Vulnerable Jobseekers need strong leadership. A shift away from a budget-savings model to a compassionate, supportive jobseeker-focused model is needed. The diverse needs of jobseekers, particularly vulnerable jobseekers, are ignored within the jobsearch framework and welfare reforms. Vulnerable Jobseekers are becoming increasingly invisible.
Think of the word ‘Jobseeker’ and close your eyes. Who do you see?
The jobsearch and welfare framework ignores the diversity of people seeking employment. The shifts in the jobsearch framework over time have sought to encompass more and more welfare recipients. This is a concern because it neutralises the personal circumstances of the individual. The label ‘jobseeker’ will apply to almost all jobless individuals under the current Welfare Reform Bill.
Vulnerable people in dire circumstances and highly experienced former workers are viewed through the lens of sameness and homogeneity.
The term jobseeker is an active term – one who seeks a job. This also disguises the involuntary nature of the act of job seeking for many. Cases of terminally ill individuals forced to seek work have been brought to light over recent years.
The shifts in policy over time, also place a cloak of silence over the most vulnerable in society. Explicit in the current welfare reform bill, and implicit in the language of Government is that the vulnerable people will no longer have ‘excuses’ for not meeting job search requirements.
In other words, legitimate behaviour displayed in the face of complex life circumstances will render vulnerable jobseekers and disabled jobseekers inexcusable. Their normal behavioural response to complex situations, intolerable and punishable by law.
The most vulnerable suffer the most in this type of punitive system.
The aim of Governments over time is to increase participation of disabled people in work. The Liberal-National Coalition and Labor Governments have supported shifting disability support pension (DSP) recipients off the DSP and transferring them to the lower paid Newstart.
The Welfare to Work reforms, under the Howard Government, is the most significant change-point in the jobsearch framework for disabled people. Reducing welfare debt, by decreasing the number of DSP Recipients, was the main economic driver of these reforms.
‘Disabled people should not be left behind’, has been the mantra of both the Coalition and Labor Governments.
There are some success stories for enabling vulnerable jobseekers into new work. However, people with an episodic mental illness can experience more distress and increased barriers in this system.
Many disabled recipients are now on the lower rate of Newstart. They do not qualify for the DSP. A review of the Welfare to Work changes indicated that among people with disabilities, 67 percent experienced no change, 29 percent were financially worse off and 3 per cent were better off. Income losses were up to $99 a week.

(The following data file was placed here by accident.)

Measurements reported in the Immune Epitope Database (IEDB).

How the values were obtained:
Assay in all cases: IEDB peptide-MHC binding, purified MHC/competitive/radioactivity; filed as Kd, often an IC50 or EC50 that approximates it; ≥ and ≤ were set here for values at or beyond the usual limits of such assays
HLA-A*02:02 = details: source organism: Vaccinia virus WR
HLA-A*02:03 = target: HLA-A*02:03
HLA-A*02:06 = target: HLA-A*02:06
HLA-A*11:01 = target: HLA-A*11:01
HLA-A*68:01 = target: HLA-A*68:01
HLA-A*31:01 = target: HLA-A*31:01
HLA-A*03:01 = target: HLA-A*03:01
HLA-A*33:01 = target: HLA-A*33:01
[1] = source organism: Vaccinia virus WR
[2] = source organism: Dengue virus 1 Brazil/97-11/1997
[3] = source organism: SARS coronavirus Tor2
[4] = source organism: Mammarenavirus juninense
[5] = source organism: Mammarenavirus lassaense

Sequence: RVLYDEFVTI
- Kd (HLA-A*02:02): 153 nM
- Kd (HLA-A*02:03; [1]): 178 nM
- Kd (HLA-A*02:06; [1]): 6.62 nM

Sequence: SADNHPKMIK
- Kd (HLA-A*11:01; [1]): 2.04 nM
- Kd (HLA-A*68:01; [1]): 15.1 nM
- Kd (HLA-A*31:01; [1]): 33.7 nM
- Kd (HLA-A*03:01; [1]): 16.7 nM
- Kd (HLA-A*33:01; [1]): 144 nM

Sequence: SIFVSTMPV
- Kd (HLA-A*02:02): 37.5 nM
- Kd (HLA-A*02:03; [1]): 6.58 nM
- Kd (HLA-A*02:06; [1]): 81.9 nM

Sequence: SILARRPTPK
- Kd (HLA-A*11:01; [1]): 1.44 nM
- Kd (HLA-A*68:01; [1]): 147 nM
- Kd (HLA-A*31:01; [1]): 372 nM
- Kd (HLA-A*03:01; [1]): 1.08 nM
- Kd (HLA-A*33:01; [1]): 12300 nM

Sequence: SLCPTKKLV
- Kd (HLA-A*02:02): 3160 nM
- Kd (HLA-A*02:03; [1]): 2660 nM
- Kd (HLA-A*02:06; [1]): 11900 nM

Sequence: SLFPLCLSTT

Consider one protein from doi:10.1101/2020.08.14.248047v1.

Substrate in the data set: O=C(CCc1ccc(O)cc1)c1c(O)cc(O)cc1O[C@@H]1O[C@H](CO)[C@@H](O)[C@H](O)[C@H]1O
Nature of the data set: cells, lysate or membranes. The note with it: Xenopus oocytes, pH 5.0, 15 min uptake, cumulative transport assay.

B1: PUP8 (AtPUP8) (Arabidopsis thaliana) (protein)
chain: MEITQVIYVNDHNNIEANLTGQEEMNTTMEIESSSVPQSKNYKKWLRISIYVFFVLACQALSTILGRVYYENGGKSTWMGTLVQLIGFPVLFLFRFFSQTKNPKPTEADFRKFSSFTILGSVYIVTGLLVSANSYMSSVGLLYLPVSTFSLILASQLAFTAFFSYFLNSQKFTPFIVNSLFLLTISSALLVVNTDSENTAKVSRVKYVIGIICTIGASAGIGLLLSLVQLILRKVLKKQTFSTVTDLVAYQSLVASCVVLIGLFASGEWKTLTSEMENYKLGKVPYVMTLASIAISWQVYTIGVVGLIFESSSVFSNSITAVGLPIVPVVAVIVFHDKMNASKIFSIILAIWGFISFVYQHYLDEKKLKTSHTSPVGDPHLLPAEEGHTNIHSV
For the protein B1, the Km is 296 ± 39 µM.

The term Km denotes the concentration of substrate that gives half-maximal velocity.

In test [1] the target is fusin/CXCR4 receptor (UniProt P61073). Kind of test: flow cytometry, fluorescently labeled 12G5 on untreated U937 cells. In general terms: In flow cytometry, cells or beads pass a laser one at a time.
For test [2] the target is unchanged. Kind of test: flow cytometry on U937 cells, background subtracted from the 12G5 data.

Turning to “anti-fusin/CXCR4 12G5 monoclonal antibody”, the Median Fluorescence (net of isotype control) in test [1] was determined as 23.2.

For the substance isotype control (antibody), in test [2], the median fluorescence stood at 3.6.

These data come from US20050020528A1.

In addition, since 2006, the financial penalties for ‘non-compliance’ are more wide reaching and harsh.
This will only become more prevalent under the current Welfare Reform Bill. This is because reasonable behavioural responses to complex life problems are considered ‘unacceptable excuses’.
Financial stress is an identified barrier to employment and positive mental health. This is a serious concern because this group already live 20% under the poverty line.
Industry concern at the time of the pilot testing of the Welfare to Work Reforms for disabled participants was the shift to outcome-based payments for service providers.
In essence, a concern of a quick churn out culture. That is a lack of consideration for quality job matching or individual job seeker supports and a focus on placing vulnerable jobseekers in any job.
Some eleven years and five Prime Ministers later, after thousands have experienced disadvantaged, unfair expectations and punishment for non-compliance; the Reference Group for Welfare Reforms (McClure et. al) have highlighted quick throughput as an issue.
The Government recommendation in 2015 was to increase payments linked to outcomes. Seventy percent of funding is now linked to 26-week outcomes. A change from 40% previously. However, this is not particularly ideal.
The other change John Howard implemented was a shift from block funding to the outcome-based funding of employment services. Once again, five Prime Minister’s later, this approach has become increasingly accepted and embedded. I despair at the acceptance of this approach by both major parties, with little review or criticism.
Arguments for outcome-based funding models are usually from an economic-centric rationale focused on budget savings – rather than a client-centric rationale – focused on quality outcomes from the client’s perspective.